Supreme Court: Excessive police force need not constitute criminal offense ({{contentCtrl.commentsTotal}})

A PPA officer.
A PPA officer. Source: PPA

A Supreme Court decision has found that a police officer violating law enforcement laws in Estonia in their use of physical force need not mean a crime has been committed, overruling earlier county and circuit court judgments. The decision arose from a case which had reached the Supreme Court involving a Police and Border Guard (PPA) official, who kicked a suspect twice following a vehicle chase.

An officer would only be found guilty of an abuse of power in a criminal offense sense by "manifestly abusing physical force", ERR's online news in Estonia reports.

The relevant criminal case established that two Police and Border Guard Board (PPA) officers were in pursuit of a suspect who was driving an ATV and did not heed the officers' warning to stop.

The PPA officers were in a patrol car, and one of them subsequently approached the ATV on foot once it had halted, standing in front of it.

The officer, named in the media as Mark Tenin, then kicked the suspect in the chest and dragged them off the ATV, kicking them again once they, the suspect, were in a prone position on the ground, it is reported.

Tenin - who ran in the 2019 Riigikogu elections for the Social Democratic Party on a law and order platform, though he did not win a seat - stood charged with illegally using physical force in respect of the second kick, and was found guilty by the county court, a decision upheld by the second-tier circuit court.

Both courts found the suspect did not present any danger once they were extricated from the ATV, making the second use of physical force unacceptable and disproportionate.

The Supreme Court's criminal chamber agreed with the county and circuit courts that the officer had used excessive physical force under the meaning found in the Law Enforcement Act.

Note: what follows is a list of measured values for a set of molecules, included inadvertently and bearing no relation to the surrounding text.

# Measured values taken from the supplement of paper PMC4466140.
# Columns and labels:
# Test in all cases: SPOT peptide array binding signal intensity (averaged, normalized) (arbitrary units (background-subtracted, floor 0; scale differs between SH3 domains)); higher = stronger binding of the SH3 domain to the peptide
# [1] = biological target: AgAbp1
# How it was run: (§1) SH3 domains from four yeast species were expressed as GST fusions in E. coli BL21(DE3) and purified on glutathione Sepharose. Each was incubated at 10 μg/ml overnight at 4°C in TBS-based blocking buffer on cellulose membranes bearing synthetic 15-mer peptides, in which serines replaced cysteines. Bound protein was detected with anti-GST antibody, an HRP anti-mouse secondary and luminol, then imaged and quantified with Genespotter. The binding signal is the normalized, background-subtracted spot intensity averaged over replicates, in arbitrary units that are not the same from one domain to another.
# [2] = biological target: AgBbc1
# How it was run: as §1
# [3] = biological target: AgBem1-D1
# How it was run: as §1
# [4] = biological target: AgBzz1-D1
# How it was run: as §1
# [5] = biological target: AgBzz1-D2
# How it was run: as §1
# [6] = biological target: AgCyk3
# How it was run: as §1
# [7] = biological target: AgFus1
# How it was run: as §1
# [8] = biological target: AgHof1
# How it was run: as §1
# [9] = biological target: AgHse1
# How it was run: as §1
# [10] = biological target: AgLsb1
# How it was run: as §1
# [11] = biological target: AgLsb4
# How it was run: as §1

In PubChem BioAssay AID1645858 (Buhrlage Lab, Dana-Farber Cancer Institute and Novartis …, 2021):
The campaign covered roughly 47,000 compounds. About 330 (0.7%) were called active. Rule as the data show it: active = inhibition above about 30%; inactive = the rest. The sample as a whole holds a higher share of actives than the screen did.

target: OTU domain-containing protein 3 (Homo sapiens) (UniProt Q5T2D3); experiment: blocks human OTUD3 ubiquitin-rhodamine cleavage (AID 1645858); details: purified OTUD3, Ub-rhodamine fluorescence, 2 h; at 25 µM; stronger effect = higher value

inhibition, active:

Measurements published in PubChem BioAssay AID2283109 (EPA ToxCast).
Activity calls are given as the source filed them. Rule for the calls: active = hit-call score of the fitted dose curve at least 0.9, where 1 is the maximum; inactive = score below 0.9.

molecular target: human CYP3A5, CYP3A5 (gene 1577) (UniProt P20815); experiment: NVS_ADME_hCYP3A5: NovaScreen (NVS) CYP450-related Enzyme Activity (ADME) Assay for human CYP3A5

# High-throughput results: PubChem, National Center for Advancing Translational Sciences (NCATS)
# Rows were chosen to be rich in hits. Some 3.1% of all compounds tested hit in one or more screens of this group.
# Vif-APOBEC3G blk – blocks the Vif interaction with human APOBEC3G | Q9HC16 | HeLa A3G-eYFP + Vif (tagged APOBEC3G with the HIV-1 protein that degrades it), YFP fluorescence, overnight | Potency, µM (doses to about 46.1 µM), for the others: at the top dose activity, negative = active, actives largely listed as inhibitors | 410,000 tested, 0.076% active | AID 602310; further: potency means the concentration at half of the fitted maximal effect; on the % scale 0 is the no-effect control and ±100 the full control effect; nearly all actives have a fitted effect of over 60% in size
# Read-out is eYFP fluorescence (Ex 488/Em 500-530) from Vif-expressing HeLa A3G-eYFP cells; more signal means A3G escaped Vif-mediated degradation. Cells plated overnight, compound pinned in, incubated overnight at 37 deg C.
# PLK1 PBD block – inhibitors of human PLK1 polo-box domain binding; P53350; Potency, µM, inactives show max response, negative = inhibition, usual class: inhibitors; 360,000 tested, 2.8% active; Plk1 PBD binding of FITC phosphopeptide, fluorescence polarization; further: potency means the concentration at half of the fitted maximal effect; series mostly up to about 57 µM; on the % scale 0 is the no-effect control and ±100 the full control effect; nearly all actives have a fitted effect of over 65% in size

A coercive measure such as restraining the suspect would have been sufficient, rather than a strike, once they were on the ground, the courts found; even though the second kick occurred very soon after the first, there was still no reason to believe the suspect would continue to put up resistance meriting that approach.

However, the Supreme Court found that in this case the use of force, while excessive, did not constitute a criminal offense, and thus he was acquitted of the charge of abuse of power.

Based on precedent, the court found that such a charge can only lead to a conviction in very clear and obvious cases of misuse of force.

In other words, a violation of the Law Enforcement Act by a police officer in the area of physical force does not always mean a criminal offense has been committed. 

Nonetheless, in the case of minor offenses, disciplinary action can be taken by the PPA itself.

A mitigating factor was the suspect's actions leading up to the incident, which the court found to be irresponsible, noting his fleeing and ignoring of the police warning to stop would have made it not entirely clear if he was going to resist being apprehended or not.

Tenin thus had a very short time in which to act and the two kicks should be seen in that context.

The decision comes as the use of police force is in the international spotlight, following the May 25 death of George Floyd in Minneapolis, MN, after being restrained by the police in a method which included an office kneeling on his neck for several minutes.

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Editor: Andrew Whyte

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